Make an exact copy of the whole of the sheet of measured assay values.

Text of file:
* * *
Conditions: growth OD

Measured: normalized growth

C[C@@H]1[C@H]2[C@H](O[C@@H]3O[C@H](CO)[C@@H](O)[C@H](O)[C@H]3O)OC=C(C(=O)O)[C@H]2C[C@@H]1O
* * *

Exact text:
Conditions: growth OD

Measured: normalized growth

C[C@@H]1[C@H]2[C@H](O[C@@H]3O[C@H](CO)[C@@H](O)[C@H](O)[C@H]3O)OC=C(C(=O)O)[C@H]2C[C@@H]1O